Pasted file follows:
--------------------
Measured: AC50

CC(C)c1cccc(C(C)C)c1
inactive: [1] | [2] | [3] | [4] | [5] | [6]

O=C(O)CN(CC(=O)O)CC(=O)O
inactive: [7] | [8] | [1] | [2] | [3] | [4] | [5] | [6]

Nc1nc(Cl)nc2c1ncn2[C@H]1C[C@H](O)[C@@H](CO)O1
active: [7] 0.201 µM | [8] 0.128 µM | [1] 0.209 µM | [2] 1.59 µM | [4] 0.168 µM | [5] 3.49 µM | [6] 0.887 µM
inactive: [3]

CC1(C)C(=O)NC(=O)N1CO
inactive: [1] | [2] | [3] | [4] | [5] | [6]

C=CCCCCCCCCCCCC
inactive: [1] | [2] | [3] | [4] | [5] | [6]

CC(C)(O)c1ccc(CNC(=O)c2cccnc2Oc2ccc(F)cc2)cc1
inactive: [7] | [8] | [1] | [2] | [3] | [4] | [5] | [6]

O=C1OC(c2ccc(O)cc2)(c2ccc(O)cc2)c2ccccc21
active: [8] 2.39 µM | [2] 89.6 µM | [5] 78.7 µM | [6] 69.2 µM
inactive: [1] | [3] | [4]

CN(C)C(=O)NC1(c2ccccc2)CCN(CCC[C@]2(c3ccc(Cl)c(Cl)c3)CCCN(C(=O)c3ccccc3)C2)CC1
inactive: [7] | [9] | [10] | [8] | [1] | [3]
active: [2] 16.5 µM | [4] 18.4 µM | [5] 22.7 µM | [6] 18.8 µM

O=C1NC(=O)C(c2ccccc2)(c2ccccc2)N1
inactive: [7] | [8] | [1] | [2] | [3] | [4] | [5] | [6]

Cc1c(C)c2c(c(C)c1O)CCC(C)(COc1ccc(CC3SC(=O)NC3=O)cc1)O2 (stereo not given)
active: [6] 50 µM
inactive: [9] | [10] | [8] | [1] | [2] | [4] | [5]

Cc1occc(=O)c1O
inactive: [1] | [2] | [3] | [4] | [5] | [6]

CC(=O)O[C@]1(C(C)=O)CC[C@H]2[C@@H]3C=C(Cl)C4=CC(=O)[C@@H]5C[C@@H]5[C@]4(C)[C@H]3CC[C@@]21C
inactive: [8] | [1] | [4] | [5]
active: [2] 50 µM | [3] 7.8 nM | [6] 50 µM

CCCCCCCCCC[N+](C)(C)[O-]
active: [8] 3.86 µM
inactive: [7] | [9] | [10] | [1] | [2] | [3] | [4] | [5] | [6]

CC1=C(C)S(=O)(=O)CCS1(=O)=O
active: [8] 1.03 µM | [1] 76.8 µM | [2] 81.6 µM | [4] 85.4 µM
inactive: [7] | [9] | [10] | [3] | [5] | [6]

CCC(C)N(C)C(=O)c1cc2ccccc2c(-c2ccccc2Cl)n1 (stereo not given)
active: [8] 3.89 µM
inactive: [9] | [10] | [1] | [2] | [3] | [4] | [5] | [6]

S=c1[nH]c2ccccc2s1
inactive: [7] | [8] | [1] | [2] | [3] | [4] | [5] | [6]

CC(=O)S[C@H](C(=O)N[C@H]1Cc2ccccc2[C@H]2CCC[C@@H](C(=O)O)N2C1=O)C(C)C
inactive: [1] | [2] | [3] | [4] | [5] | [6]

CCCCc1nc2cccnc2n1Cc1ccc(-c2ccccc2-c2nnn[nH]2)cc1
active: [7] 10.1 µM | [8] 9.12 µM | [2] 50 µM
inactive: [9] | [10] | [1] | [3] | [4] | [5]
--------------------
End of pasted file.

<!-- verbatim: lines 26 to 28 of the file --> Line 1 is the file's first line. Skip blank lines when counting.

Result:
Cc1occc(=O)c1O
inactive: [1] | [2] | [3] | [4] | [5] | [6]

CC(=O)O[C@]1(C(C)=O)CC[C@H]2[C@@H]3C=C(Cl)C4=CC(=O)[C@@H]5C[C@@H]5[C@]4(C)[C@H]3CC[C@@]21C